Revenue is defined as all amounts of money received by a government from external sources for example those originating from “outside the government” net of refunds and other correcting transactions, proceeds from issuance of debt, the sale of investments, agency or private trust transactions, and intergovernmental transfers ((Ahmed, 2017). Government Revenue comprises amounts received by all agencies, boards, commissions, or other organizations categorized as dependent on the government concerned. Stated in terms of the accounting procedures from which these data originate, revenue covers receipts from all accounting funds of a government, other than intra-governmental service (revolving), agency, and private trust funds (Chaudhry and Munir, 2017).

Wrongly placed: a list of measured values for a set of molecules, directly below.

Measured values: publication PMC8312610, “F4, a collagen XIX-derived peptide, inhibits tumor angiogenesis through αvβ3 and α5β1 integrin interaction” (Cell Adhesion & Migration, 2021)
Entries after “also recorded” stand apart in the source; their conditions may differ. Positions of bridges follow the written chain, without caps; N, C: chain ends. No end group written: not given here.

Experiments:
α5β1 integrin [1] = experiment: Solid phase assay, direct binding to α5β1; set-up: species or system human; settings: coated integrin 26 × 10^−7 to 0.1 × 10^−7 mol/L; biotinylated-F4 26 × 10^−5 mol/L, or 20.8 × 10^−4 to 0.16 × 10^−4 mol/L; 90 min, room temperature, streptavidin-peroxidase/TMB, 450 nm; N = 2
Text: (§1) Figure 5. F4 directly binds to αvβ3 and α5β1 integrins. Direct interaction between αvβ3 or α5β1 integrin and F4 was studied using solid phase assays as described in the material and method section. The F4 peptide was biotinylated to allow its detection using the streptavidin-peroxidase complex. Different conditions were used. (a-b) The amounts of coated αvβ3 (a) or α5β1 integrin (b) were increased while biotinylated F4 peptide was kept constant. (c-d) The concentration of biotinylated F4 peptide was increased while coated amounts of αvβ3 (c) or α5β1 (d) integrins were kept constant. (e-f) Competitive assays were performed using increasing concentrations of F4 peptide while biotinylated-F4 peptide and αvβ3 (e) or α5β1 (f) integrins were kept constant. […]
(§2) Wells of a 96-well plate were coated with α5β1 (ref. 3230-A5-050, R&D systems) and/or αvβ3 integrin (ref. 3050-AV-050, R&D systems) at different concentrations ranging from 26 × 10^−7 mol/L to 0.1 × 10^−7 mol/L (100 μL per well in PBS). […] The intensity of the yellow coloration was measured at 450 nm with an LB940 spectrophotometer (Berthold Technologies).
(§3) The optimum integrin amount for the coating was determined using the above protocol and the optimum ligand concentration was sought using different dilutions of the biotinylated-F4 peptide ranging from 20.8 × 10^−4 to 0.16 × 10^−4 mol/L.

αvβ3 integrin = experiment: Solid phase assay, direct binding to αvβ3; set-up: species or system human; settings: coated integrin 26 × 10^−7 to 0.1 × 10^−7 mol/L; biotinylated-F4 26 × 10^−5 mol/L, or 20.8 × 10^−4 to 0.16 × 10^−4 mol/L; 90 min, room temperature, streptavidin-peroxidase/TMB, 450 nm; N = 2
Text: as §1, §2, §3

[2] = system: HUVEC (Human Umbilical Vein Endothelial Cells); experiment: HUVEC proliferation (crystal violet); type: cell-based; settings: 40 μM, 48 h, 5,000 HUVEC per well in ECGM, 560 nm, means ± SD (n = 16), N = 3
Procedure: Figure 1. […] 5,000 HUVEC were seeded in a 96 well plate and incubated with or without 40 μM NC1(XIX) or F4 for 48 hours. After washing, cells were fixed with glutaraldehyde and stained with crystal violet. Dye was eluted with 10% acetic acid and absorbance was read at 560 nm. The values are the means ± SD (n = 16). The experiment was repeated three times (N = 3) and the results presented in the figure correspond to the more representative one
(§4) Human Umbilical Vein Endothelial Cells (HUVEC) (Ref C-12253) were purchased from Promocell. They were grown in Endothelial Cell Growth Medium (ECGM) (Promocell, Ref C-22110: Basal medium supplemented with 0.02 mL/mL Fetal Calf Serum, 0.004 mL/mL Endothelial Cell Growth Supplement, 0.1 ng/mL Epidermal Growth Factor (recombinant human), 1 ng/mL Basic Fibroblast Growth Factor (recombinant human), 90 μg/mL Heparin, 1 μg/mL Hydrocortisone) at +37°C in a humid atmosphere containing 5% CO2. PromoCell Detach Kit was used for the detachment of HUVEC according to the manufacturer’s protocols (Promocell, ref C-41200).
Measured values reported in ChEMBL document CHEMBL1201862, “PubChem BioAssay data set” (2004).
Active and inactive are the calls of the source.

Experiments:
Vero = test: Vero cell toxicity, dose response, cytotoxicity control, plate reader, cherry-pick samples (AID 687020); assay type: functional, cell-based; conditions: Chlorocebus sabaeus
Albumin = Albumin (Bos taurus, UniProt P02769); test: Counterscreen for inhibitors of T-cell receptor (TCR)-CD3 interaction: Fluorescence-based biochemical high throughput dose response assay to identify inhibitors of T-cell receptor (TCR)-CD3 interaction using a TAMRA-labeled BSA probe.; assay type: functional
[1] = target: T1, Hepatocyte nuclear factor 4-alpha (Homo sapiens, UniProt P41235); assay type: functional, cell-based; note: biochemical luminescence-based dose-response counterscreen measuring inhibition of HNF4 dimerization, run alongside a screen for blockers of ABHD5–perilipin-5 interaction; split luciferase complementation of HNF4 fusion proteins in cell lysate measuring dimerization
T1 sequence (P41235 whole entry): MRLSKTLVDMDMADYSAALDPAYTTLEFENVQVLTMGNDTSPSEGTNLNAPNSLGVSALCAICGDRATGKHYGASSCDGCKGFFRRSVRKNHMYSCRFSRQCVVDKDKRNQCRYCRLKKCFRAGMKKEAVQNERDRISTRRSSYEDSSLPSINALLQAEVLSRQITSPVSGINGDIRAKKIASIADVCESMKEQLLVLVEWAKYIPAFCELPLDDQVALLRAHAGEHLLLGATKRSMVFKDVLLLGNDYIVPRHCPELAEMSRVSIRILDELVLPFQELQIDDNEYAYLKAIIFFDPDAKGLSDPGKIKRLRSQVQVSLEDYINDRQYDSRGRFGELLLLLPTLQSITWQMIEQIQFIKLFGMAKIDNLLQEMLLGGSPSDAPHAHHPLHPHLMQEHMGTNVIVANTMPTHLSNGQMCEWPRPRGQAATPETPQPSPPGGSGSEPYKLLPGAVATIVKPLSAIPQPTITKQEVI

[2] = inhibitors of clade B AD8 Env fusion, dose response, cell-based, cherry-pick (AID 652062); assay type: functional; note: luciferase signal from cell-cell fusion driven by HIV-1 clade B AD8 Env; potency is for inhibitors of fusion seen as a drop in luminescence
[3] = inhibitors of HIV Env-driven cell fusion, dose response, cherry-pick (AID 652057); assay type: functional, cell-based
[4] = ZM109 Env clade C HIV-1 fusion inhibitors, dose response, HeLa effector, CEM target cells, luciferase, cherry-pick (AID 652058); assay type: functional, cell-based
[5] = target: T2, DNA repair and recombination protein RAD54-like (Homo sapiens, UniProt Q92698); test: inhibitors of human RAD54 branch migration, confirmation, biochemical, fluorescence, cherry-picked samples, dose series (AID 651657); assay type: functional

Ayres and Warr (2006) define economic as ‘a rise in the total output (goods or services) produced by a country’. It represents an increase in the capacity of an economy to produce goods and services, compared from one period of time to another. Economic growth refers only to the quantity of goods and services produced. Economic growth can be measured in nominal terms including inflation, or in real terms, which are adjusted for inflation like by the percent rate of increase in the gross domestic product (GDP). Economic growth measures growth in monetary terms and looks at no other aspects of development (Illyas and Siddiqi, 2017). Economic growth can be either positive or negative. Negative growth can be referred to by saying that the economy is shrinking. Negative growth is associated with economic recession and economic depression (King and Levine, 1993). Gross national product (GNP) is sometimes used as an alternative measure to gross domestic product. In order to compare multiple countries, the statistics may be quoted in a single currency, based on either prevailing exchange rates or purchasing power parity. Then, in order to compare countries of different population sizes, the per capita figure is quoted (Beck and Web, 2003).